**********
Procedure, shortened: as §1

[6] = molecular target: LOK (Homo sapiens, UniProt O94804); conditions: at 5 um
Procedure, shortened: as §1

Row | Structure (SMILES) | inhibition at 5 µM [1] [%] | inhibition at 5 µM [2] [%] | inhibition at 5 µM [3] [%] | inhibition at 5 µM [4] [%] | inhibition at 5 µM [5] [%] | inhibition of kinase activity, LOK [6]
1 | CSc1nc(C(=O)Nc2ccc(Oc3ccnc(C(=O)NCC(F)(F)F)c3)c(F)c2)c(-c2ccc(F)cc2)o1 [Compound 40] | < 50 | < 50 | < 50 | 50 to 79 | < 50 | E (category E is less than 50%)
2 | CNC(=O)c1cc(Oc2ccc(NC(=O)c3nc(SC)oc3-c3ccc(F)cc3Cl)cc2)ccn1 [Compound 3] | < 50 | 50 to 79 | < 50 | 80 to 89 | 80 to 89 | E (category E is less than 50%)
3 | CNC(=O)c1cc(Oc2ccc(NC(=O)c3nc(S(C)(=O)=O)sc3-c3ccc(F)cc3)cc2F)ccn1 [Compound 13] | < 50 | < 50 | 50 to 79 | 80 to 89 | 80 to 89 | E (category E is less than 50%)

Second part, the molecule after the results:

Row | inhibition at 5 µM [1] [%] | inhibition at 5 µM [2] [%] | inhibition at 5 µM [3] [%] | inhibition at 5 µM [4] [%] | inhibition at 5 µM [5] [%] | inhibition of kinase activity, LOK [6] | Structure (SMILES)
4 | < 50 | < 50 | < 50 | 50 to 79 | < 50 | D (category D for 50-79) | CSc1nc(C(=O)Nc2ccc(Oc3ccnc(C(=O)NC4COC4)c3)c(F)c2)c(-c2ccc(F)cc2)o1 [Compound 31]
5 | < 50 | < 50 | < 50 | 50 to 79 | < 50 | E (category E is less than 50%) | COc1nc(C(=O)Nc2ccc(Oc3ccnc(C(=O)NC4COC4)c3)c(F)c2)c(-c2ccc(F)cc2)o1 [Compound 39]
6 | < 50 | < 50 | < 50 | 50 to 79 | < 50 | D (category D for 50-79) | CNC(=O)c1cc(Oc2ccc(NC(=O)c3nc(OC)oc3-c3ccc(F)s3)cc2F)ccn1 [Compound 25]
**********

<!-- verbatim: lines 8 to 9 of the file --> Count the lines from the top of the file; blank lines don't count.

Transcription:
Second part, the molecule after the results:

Row | inhibition at 5 µM [1] [%] | inhibition at 5 µM [2] [%] | inhibition at 5 µM [3] [%] | inhibition at 5 µM [4] [%] | inhibition at 5 µM [5] [%] | inhibition of kinase activity, LOK [6] | Structure (SMILES)